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Thru Axle Compatibility

Will your bike fit our equipment?

Measure from the outside to the outside of your rear wheel axle skewers or thru axle adapters.  If that measurement is 195 mm or or less it should fit. 

How Did We Get Here

Disk brakes are becoming more and more popular each year and the number of newer road  bikes using disk brakes just about equals those with traditional rim brakes.  So we are expecting to see more people coming to the Indoor Cycling Time Trials with bikes using disk brakes.


However, disk brakes create some challenges for those who use their bikes for indoor training or use stationary trainers for warming up at races.  And that includes us at the Indoor Cycling Time Trials.

Most of the bikes with disk brakes are using something called a "thru axle" to attach the rear wheel to the bike.  Bikes with thru axles have holes in the frame instead of notched dropouts.  The thru axle goes thru a hole on the left side of the frame, thru the hub of the wheel, then screws-in to a threaded hole on the right side of the frame.  The bike frame is beefed up around the rear axle to handle the disk brake hardware and the holes for the thru axles.    

Here are some of the challenges when trying to connect a disk brake bike to a stationary trainer.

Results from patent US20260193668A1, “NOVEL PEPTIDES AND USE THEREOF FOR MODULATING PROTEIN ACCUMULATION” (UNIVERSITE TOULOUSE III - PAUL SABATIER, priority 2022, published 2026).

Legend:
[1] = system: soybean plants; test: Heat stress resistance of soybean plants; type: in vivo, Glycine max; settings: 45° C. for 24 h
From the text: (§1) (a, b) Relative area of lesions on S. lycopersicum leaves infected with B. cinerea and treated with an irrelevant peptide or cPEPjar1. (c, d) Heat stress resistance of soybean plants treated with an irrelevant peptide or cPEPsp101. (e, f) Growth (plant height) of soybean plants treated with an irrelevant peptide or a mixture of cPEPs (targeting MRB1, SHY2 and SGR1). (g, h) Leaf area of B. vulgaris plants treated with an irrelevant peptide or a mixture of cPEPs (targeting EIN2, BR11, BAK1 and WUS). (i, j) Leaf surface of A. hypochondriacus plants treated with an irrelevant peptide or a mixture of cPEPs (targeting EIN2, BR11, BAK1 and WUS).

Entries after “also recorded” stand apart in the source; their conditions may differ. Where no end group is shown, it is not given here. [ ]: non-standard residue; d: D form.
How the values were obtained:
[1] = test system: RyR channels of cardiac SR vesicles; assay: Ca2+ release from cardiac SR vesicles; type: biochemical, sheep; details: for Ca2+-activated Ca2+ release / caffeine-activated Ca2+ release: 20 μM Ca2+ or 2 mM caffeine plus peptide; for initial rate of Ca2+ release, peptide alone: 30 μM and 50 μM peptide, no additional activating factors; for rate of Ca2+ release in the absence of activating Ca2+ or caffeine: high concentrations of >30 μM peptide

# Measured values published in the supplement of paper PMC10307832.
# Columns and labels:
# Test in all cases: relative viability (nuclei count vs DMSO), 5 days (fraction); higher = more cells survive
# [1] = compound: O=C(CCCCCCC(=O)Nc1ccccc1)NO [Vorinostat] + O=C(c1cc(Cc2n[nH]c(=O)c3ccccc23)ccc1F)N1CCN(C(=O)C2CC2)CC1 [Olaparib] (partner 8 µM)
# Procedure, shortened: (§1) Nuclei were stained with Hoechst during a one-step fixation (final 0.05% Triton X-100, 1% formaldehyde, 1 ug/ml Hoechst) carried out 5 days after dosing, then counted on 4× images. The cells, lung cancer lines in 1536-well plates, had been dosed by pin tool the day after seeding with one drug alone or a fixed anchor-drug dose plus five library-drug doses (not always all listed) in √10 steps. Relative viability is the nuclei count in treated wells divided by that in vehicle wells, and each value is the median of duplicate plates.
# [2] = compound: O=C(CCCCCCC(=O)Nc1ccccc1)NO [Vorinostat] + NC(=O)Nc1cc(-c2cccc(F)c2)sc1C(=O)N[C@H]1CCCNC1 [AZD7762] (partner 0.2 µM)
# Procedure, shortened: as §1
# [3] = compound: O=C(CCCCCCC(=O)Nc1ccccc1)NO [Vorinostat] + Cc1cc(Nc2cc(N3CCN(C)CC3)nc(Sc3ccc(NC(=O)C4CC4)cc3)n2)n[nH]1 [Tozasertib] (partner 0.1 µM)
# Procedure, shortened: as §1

There is typically no axle or nut sticking out of the right side of the bike frame to use to connect to a trainer.  An adapter is required to allow the connection.  

Unfortunately, bike manufacturers have not agreed to a standard for thru axles so length, diameter, and thread count vary considerably.  Different bike brands need different adapters.  Verify with you bike shop before purchasing an adapter

The spacing of a rear disk brake hub is wider than traditional road bike spacing.  Traditional spacing for 10 or 11 speed road bikes has been 130 mm for many years.  Disk brake hubs are wider to allow for the disk brake rotor attachment flange.  Currently, it seems many manufacturers have settled with 142 mm for rear axle spacing. 

The wider hubs, thicker frames, and need for adapters for thru axle bikes have made it difficult, if not impossible, to use with existing stationary trainers.   


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